Capturing the Spirit of Cognac

Six members of the CWW travelled to Cognac, France, from 9th-12th April, 2018, to visit Cognac producers from the designated growing areas of Charente-Maritime, Deux-Sèvres and Dordogne. As well as meeting some wonderful people, the group experienced some exceptional cultural and gastronomic experiences. A special thank you goes to our member Liz Palmer and the BNIC (Bureau National Interprofessionnel du Cognac) for organising this amazing trip. The reports were written by David Copp (UK), David Kermode (UK), Jürgen Schmücking (Austria), Charlotte H.M. van Zummeren (Netherlands), and Liz Palmer (Canada). Photography by Jürgen Schmücking


An introduction to Cognac

Among other discoveries, Liz Palmer learns that almost all Cognac is exported, at the group’s briefing at BNIC.

On our first day, David Boileau, Ambassadeur du Cognac au BNIC, gave us a presentation which included an overview of the Cognac production process, grapes, grades, producing regions, and 2017 export and economic figures. This all took place at BNIC’s offices which was followed by a detailed tasting.

Six interesting takeaways are: 

  1. 97.8% of Cognac produced is exported.
  2. 197.4 million bottles of Cognac were exported in 2017, resulting in a turnover of €3.15 billion.
  3. Cognac is marketed to over 156 countries;
  4. Cognac’s 10 main markets are: USA, China, Singapore, UK, Germany, France, Latvia, Hong Kong, Holland and South Africa.
  5. Cognac exports have continued to grow in 2017 (for three consecutive years).
  6. In terms of style, VS Cognac accounted for half of Cognac shipments, with volume growth of 8.6%.


The temperament of Cognac making: a visit to Jacques Denis

David Copp soaks up Cognac’s sleepy atmosphere and finds it’s the ideal environment for allowing the sublime spirit to mature in peace.

Cognac Jacques Denis is a small family-owned and run distillery in St. Preuil, a few miles south of Jarnac, in the heart of the Grande Champagne region, the premier growing region of Cognac.

The gently hilly countryside has few distinguishing features. In fact, its chief characteristic is an air of somnolence, encouraged by sleepy little hamlets of stone-built houses, roofed with weathered tiles, and fronted with drawn shutters. Which is very fitting indeed because fine old Cognac takes time to develop and prefers to do so in peace and quiet. Indeed, Grande Champagne eaux-de-vie, like the first growths of Bordeaux, take time to mature. It really does repay distillers and blenders for their love, care and attention, when great Cognac is given time in trusty old Limousin oak.

The assemblage is the work of a creative genius with a nose. The result is a fine spirit which sells to connoisseurs around the world for between £100 and £600 a litre. The distillers must be doing something right because the latest full-year sales statistics show that the export market for such fine Cognacs is growing.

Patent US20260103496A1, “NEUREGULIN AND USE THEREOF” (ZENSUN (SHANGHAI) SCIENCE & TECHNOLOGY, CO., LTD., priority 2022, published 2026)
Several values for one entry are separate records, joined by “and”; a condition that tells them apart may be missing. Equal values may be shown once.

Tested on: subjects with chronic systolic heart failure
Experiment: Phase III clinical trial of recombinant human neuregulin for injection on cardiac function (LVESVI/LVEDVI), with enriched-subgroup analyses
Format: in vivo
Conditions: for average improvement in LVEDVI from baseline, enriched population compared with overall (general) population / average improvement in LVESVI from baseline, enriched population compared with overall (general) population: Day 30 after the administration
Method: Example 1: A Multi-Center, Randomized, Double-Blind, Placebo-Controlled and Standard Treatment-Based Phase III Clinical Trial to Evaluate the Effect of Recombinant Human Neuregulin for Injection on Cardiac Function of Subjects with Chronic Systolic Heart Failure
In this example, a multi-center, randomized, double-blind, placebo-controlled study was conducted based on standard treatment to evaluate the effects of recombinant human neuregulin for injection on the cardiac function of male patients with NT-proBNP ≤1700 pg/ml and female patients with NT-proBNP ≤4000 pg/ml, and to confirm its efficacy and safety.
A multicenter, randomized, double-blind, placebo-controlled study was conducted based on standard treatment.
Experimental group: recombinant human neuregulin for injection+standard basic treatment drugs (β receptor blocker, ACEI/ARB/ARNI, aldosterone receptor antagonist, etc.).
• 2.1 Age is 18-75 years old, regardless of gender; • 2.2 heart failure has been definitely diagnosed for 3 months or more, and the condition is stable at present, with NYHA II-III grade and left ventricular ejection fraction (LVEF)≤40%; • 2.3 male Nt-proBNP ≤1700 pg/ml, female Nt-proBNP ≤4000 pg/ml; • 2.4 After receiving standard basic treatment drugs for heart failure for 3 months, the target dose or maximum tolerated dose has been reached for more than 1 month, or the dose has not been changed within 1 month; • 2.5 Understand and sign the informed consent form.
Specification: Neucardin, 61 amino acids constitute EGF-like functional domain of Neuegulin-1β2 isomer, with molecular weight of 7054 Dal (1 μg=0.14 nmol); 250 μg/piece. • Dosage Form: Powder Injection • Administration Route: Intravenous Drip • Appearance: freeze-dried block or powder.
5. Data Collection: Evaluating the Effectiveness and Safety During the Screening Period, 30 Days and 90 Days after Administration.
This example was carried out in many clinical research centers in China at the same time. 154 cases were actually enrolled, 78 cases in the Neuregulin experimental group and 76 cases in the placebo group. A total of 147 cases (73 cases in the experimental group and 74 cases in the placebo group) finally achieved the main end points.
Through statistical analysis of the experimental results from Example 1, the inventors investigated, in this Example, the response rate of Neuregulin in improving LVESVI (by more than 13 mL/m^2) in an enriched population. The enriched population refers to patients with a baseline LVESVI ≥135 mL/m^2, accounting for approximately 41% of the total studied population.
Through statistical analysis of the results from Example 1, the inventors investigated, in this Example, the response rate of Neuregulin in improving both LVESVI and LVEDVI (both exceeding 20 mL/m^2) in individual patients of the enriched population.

Cognac is an extraordinary story because it starts with Ugni Blanc, one of the world’s most commonplace grape varieties, better known as the Trebbiano of Italy. However, Ugni Blanc is favoured in Cognac, because it retains its acidity longer than other white grapes and is relatively low in alcohol – factors of great importance to the distiller wanting a fresh and fruity base wine to work with.

Grande Champagne is the preferred region for grape growers wanting to make fine, elegant, well-structured, diaphanous Cognacs. The Denis family specialises in making artisanal Cognacs. They live and work at the very the heart of the most famous Cognac region and have applied their skill and artistry to turning the fruit of the ordinary Ugni Blanc grape variety into an enticing eau-de-vie, for over 150 years. 

The family home is a handsome old farmhouse rather than a grand mansion. Built in local stone, it has stood the ravages of time: and looks as if it will be able to withstand further ravaging. It sets the tone of our visit. Little is left to modernity here. Rightly so because the factors that really contribute to great Cognac are terroir, temperament and time.

The soil is largely Upper Jurassic – a limestone base rock washed with sedimentation brought down from the Massif at the end of the Ice Age. Charente is squeezed in between the Atlantic and the Massif Central and the climate is mild and gently humid. By temperament, I mean the calm, the patience, the creative genius to visualise what they want to produce – truly fine eau-de-vie. Great distillers know when to separate the heads and the tails at distillation, they know which barrels to select for maturation, they know how to harmonise different distillations and how long to leave their eau-de-vie in peace and quiet in dark, humid cellars.